Tuesday, July 16, 2019

Review: The Angel's Game (The Cemetery of Forgotten Books #2)

Author: Carlos Ruiz Zafón
Started reading: June 14th 2019
Finished the book: July 12th 2019
Pages: 522
Genres: Fiction, Mystery, Historical
Published: June 16th 2009
Source: Bought the book
Goodreads score: 3.90
My score:
Synopsis

The whole of Barcelona stretched out at my feet and I wanted to believe that when I opened those windows — my new windows — each evening its streets would whisper stories to me, secrets in my ear, that I could catch on paper and narrate to whomever cared to listen…

In an abandoned mansion at the heart of Barcelona, a young man, David Martin, makes his living by writing sensationalist novels under a pseudonym. The survivor of a troubled childhood, he has taken refuge in the world of books and spends his nights spinning baroque tales about the city’s underworld. But perhaps his dark imaginings are not as strange as they seem, for in a locked room deep within the house lie photographs and letters hinting at the mysterious death of the previous owner.



My thoughts
Carlos Ruiz Zafón is one of the most poetic writers I've ever read a book from. I adore the way he is able to create an atmosphere in his books. This book was not as good as the first book, but still highly enjoyable. The first book just has a very special place in my heart and I'm sure that book will always be one of my favorites. It's hard to top that!

Pros
  • Characters: It's a nice style of writing; a separate story but laced with characters from a previous book. It's refreshing to sometimes read books like that. In this book you meet a lot of new characters, but will meet some of your beloved ones from the first book as well. As I'm used from Mr. Zafón; the characters are flawless and so believable.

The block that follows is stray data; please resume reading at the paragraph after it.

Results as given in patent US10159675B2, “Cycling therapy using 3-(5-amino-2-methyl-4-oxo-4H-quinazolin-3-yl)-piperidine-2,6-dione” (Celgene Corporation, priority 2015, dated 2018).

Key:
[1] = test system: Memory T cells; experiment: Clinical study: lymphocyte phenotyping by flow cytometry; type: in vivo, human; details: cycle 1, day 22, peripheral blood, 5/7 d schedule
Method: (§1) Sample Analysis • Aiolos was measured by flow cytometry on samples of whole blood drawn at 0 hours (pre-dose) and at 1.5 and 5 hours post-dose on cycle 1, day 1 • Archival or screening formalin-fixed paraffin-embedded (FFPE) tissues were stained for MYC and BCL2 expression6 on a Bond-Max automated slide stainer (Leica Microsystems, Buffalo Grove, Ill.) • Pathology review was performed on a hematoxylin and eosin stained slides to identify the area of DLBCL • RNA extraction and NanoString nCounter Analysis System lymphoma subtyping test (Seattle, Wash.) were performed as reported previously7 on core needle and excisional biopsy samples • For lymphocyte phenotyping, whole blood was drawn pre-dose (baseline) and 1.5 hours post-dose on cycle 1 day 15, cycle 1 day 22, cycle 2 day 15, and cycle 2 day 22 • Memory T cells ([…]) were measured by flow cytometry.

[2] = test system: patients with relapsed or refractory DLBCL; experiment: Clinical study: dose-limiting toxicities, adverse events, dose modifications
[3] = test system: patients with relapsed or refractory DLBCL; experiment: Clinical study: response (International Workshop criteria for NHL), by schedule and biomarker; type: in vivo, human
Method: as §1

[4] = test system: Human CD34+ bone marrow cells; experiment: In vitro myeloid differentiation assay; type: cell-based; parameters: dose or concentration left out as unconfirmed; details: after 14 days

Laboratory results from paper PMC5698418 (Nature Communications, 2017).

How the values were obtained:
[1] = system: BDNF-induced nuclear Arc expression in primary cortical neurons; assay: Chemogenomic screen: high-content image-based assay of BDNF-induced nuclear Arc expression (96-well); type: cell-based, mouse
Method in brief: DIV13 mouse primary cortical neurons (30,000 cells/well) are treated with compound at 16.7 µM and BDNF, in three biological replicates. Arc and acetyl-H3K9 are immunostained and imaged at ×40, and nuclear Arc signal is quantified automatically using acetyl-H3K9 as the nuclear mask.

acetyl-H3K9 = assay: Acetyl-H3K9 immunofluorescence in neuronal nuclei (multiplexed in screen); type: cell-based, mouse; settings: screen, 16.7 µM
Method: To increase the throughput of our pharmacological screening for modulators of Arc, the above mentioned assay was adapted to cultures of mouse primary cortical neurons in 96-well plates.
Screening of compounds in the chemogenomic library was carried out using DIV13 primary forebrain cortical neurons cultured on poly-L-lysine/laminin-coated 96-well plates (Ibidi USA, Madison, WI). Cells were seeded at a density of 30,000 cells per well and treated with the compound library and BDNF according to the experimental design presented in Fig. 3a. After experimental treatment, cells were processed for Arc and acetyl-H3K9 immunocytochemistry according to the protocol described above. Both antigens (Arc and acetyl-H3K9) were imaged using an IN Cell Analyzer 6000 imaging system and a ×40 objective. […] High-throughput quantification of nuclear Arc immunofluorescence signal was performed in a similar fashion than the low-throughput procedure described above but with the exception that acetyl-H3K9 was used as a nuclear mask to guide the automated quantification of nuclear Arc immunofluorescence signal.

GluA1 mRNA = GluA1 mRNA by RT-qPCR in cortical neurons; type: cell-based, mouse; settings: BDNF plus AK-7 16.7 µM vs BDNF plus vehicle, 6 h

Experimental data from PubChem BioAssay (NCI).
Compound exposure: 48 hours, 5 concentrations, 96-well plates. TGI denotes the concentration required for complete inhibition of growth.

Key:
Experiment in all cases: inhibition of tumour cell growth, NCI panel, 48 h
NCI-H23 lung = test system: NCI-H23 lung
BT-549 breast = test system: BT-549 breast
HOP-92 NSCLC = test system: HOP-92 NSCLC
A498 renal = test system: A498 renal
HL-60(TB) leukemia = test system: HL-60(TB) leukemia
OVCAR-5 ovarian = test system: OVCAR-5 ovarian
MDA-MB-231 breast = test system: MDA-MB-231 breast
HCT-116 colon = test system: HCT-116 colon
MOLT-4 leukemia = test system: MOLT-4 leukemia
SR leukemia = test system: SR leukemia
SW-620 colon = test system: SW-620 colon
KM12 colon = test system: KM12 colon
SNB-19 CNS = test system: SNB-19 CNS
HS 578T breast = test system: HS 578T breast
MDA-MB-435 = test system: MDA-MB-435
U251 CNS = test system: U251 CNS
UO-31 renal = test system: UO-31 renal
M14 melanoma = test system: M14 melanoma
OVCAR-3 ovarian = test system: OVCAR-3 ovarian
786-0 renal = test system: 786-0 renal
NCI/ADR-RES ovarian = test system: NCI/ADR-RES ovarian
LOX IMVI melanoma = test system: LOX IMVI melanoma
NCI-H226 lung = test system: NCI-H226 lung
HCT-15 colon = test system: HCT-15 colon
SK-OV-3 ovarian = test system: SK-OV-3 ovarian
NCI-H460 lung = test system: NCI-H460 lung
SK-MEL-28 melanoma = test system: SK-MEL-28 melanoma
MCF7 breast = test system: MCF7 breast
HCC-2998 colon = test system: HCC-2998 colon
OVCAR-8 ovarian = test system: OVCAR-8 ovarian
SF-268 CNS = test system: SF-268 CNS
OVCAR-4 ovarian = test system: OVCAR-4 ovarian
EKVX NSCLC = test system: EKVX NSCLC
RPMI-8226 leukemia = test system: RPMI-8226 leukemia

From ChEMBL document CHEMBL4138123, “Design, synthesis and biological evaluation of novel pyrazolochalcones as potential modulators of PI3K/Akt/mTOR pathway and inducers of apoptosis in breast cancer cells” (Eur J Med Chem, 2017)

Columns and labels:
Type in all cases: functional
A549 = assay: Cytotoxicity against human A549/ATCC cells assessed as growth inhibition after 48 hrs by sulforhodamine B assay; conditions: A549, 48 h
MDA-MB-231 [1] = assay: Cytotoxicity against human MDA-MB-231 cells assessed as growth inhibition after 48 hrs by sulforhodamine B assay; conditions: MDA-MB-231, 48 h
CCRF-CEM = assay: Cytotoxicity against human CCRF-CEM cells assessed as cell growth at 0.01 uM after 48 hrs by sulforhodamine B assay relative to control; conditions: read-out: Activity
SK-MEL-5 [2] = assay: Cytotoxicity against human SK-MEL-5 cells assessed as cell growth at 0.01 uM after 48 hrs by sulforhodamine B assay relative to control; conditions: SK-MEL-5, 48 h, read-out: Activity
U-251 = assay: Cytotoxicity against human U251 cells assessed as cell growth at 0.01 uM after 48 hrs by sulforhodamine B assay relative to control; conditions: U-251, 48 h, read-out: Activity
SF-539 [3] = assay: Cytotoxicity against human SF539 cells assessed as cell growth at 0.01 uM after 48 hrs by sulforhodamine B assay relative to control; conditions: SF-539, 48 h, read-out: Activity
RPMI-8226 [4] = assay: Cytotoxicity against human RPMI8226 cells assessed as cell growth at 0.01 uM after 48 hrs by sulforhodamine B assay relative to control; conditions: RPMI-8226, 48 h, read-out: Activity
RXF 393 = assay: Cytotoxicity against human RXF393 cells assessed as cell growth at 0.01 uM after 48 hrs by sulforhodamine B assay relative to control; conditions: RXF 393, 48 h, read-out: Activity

• Writing: Like I just said; the writing style is beautiful. It feels poetic and the atmosphere is dragging you inside the pages. I was able to imagine everything so easily and especially the feelings that the author wants to give you with his book are coming across vividly.
  • Plot: This book has a plot, in a plot, in a plot. At some point you're questioning the main character and are wondering what is real and what is not. I like how you don't really get the clear answers at the ending of the book. It's a bit vague and it leaves some room for your own interpretation.
  • Books: The fact that books are such a main subject in this series is so cool. I'm fond of the way we followed a book-reader in the first book and how we follow a writer in this book. It's a nice difference, but still books are the main topic.
Cons
  • Length: The book is so long. It felt like it could easily be 150-200 pages shorter. Especially at the middle of the book, I felt like it was a bit dull at some point. I just loved the writing style, so that is what "helped" me through the book and I was sure the ending was going to be amazing. But I can imagine that readers will drop out in the middle of this book.
Overall
The book seems a bit long for the story that is told, but it's filled with amazing characters, a great atmosphere and a plot that keeps you on the edge of your seat. The way Carlos Ruiz Zafón wrote this book; you will get the feeling that you're right there with David Martín.

Carlos Ruiz Zafón on this series:
"Years ago, when I began working on my fifth novel, The Shadow of the Wind, I started toying around with the idea of creating a fictional universe that would be articulated through four interconnected stories in which we would meet some of the same characters at different times in their lives, and see them from different perspectives where many plots and subplots would tie around in knots for the reader to untie. It sounds somewhat pretentious, but my idea was to add a twist to the story and provide the reader with what I hoped would be a stimulating and playful reading experience. Since these books were, in part, about the world of literature, books, reading and language, I thought it would be interesting to use the different novels to explore those themes through different angles and to add new layers to the meaning of the stories."

Memorable quotes from this book
"I don't suppose you have many friends. Neither do I. I don't trust people who say they have a lot of friends. It's a sure sign that they don't really know anyone."

"Every book has a soul, the soul of the person who wrote it and the soul of those who read it and dream about it."

"I stepped into the bookshop and breathed in that perfume of paper and magic that strangely no one had ever thought of bottling."

Thanks for reading!
I'd love to talk books; please let me know what you think about this book/review

  

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